As the anniversary of the attack on U.S. facilities in Benghazi, Libya approaches, the conservative media seems to be salivating over the release of Under Fire, the new book by former diplomatic security agent Fred Burton and journalist Samuel M. Katz that details the assault, minute-by-minute. It's the latest salvo in conservatives' year-long campaign to politicize and demagogue the tragedy. But conservatives may want to read the book first. The authors discredit the narratives conservative media figures have perpetuated about the attack in order to criticize the Obama administration, most notably the claims that there could have been a larger and faster military response or that resources were intentionally withheld from those under fire in Libya.
The lack of a timely military response was never an issue of lack of resolve or determination to help Americans in danger, Burton and Katz write. It all came down to logistics:
There was never a question concerning U.S. resolve or the overall capabilities of the U.S. military to respond to Benghazi. There was, however, nothing immediate about an immediate response. There were logistics and host-nation approvals to consider. An immediate response was hampered by the equation of geography and logistics.
The authors go into great detail describing the various factors that prevented additional military response teams from arriving in Benghazi in time, and in the process completely dismantle the notion that available military assets could have made a difference but were held back for political reasons.
On page 138, Burton and Katz discuss the availability and response time of the Marine Corps' Fleet Antiterrorism Security Team (FAST), which was ordered by the Pentagon to get to Libya “as fast as you can” :
“The FAST unit closer to Benghazi was FAST Company Europe, which reported to the Marine Corps Security Force Regiment, II Marine Expeditionary Force. Based at the Naval Station Rota, Spain, FAST Company Europe was no stranger to crisis and response work in the Mediterranean. Secretary of Defense Leon Panetta ordered that appropriate forces respond. A task order flowed from the Pentagon to NAVSTA Rota, Spain: ” Lean forward and get there as fast as you can." The marines mustered into their transport aircraft on the tarmac in their combat fatigues and full battle kit. However, logistical challenges such as airspace and overflight clearances are not easily sorted out, especially involving a nation like Libya. Sending armed U.S. Marines into a sovereign nation became a complex foreign policy decision with multiple moving pieces between Libyan Foreign Ministry, the Pentagon, and the State Department. The marines waited on the tarmac for their orders. The FAST platoon wouldn't make it to Libya, to augment security at the embassy in Tripoli, until the next evening.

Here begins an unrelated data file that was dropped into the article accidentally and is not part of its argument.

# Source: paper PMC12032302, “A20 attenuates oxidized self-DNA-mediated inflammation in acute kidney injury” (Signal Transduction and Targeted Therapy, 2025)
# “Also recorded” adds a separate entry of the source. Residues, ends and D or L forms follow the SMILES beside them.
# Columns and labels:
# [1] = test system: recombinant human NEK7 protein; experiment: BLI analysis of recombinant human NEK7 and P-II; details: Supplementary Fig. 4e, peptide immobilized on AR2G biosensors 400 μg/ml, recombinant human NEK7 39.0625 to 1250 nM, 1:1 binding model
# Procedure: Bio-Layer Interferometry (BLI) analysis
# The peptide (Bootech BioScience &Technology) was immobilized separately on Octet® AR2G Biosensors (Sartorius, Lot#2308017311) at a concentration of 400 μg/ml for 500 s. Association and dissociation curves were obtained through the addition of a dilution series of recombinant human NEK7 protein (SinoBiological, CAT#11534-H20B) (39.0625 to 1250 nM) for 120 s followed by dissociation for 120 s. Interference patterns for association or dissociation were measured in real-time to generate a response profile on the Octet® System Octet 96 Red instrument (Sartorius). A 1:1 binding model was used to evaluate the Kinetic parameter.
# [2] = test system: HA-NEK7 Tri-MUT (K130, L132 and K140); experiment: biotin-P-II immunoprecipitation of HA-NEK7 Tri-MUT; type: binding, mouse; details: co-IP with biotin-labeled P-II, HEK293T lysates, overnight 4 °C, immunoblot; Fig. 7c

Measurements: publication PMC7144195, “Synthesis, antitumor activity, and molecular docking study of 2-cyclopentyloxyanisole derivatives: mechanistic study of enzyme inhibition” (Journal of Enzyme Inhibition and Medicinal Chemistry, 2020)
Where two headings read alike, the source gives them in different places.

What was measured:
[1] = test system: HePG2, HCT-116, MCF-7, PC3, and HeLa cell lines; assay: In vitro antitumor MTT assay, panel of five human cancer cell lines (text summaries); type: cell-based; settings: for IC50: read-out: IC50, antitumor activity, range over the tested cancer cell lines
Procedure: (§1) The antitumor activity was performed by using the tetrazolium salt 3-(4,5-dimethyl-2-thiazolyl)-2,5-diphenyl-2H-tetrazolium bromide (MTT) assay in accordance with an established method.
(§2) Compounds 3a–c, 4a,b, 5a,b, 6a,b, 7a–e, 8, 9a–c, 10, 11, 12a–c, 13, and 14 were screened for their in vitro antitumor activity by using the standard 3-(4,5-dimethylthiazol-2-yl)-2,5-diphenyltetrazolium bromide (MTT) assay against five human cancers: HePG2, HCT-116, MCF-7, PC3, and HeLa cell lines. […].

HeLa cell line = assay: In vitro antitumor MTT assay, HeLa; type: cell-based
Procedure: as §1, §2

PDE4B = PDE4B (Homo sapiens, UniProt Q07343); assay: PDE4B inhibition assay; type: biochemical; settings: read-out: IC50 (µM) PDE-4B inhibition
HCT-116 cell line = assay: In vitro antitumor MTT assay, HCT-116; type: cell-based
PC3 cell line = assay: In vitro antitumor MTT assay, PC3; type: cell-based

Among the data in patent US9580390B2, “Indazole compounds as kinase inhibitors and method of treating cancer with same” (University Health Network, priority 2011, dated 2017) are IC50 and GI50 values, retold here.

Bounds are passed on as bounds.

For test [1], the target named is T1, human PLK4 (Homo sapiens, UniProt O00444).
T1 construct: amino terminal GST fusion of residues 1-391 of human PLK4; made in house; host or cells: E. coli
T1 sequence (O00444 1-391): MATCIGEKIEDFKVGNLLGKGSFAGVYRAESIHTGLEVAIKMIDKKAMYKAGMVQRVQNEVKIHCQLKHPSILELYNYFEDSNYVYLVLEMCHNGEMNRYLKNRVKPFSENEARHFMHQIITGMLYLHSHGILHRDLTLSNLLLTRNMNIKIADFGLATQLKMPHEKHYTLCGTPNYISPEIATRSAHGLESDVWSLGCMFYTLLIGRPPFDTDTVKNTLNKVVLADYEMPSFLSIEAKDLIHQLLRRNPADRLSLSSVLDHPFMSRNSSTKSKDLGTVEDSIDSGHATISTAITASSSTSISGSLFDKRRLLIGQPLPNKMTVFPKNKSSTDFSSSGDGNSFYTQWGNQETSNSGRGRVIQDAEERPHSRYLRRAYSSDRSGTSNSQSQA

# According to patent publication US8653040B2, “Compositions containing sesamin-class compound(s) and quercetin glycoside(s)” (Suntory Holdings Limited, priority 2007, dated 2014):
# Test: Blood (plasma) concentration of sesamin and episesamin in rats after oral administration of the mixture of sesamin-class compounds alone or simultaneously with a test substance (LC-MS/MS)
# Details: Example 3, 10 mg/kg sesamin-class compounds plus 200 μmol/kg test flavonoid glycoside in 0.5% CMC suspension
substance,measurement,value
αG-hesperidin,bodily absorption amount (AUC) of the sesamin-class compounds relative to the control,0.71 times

With regard to the Joint Special Operations Command's counterterrorism response teams (Navy SEALs and Delta Force) Burton and Katz write on page 137: “These units were designed to react, respond, and remedy critical situations -- situations that were clearly defined. These units were not designed to participate in a rapidly flowing incident that could, like Mogadishu twenty years earlier, result in disaster.... Anyway, deploying one of the JSOC units from the continental United States would take hours.”
Contrary to conservative reports that AC-130 gunships were available to respond to the attack but not utilized, Bruton and Katz write on page 139: “There was no U.S. Air Force AC-130 gunship anywhere near the African continent that could have been diverted to fly close air support and aid rescue efforts.” According to the authors, “the fastest response boiled down to an unarmed drone that AFRICON diverted from a mission 'somewhere' over the continent.”
There have also been questions about the State Department's Foreign Emergency Support Team (FEST) and why those capabilities were not deployed to Benghazi. Burton and Katz make it clear that such forces are usually deployed only “where local security arrangements can be coordinated and generally assured” and that State Department officials were concerned that the possibility of another attack -- and the fact that local Libyan security forces were in no position to prevent another attack -- would expose FEST personnel to danger and put additional American lives at risk. “A FEST response to Benghazi,” the authors write, “was possible only when thinking of life inside the bubble of a perfect world.” [page 142]
“FEST assets could not have gotten to Benghazi in time to do anything for Ambassador Stevens or the DS agents under fire,” Burton and Katz concluded. “It was doubtful, even in a perfect world, if the package could have arrived in Benghazi by mid-morning (local time) the following day.”
This puts a dagger through the heart of the conservative myth -- expounded everywhere from fringe right-wing blogs to the Wall Street Journal opinion page -- that military assets were available to rescue Americans in Benghazi but were deliberately withheld by the Obama administration. As the authors write on page 170: “The response from Washington was monolithically unified: get our people out.”